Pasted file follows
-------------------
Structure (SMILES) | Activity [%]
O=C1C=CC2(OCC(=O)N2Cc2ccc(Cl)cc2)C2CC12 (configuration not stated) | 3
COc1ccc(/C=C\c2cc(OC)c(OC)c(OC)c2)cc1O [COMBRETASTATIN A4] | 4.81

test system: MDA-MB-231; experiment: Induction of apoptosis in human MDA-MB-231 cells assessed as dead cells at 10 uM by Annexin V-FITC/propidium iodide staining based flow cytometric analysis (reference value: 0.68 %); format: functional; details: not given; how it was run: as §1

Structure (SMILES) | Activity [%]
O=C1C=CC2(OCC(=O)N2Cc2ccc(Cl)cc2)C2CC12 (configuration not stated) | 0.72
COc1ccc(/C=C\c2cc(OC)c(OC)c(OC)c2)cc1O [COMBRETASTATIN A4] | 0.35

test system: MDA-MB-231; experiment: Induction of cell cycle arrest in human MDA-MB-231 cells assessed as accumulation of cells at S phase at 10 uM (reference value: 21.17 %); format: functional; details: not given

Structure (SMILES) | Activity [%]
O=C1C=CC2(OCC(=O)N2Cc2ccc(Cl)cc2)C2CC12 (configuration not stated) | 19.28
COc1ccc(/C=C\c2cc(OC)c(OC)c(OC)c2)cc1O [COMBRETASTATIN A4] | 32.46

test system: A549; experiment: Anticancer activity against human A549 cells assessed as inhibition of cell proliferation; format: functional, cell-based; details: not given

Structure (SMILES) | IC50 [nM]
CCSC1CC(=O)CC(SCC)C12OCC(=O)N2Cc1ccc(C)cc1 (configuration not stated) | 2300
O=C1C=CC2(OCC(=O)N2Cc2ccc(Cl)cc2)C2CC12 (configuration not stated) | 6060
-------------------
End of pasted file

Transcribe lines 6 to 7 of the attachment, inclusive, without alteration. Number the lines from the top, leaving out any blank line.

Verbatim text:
O=C1C=CC2(OCC(=O)N2Cc2ccc(Cl)cc2)C2CC12 (configuration not stated) | 0.72
COc1ccc(/C=C\c2cc(OC)c(OC)c(OC)c2)cc1O [COMBRETASTATIN A4] | 0.35